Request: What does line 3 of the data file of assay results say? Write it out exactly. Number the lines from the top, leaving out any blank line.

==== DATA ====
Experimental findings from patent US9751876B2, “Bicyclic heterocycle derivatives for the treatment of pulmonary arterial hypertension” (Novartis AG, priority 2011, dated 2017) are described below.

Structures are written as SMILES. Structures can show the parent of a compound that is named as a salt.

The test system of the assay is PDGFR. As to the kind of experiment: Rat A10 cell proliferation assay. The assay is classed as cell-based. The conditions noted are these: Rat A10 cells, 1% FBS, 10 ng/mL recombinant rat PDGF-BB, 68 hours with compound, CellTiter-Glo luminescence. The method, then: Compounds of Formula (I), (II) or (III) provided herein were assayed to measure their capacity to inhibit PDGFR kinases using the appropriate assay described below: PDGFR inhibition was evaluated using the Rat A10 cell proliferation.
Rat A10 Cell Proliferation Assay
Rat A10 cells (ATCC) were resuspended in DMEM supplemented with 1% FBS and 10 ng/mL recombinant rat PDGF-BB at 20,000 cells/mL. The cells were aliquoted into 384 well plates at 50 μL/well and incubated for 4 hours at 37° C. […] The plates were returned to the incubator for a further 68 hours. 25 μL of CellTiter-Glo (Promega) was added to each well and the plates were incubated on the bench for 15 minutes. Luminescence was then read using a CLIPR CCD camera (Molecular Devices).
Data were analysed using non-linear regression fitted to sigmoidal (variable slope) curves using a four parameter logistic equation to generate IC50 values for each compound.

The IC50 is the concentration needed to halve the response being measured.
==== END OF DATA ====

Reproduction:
The test system of the assay is PDGFR. As to the kind of experiment: Rat A10 cell proliferation assay. The assay is classed as cell-based. The conditions noted are these: Rat A10 cells, 1% FBS, 10 ng/mL recombinant rat PDGF-BB, 68 hours with compound, CellTiter-Glo luminescence. The method, then: Compounds of Formula (I), (II) or (III) provided herein were assayed to measure their capacity to inhibit PDGFR kinases using the appropriate assay described below: PDGFR inhibition was evaluated using the Rat A10 cell proliferation.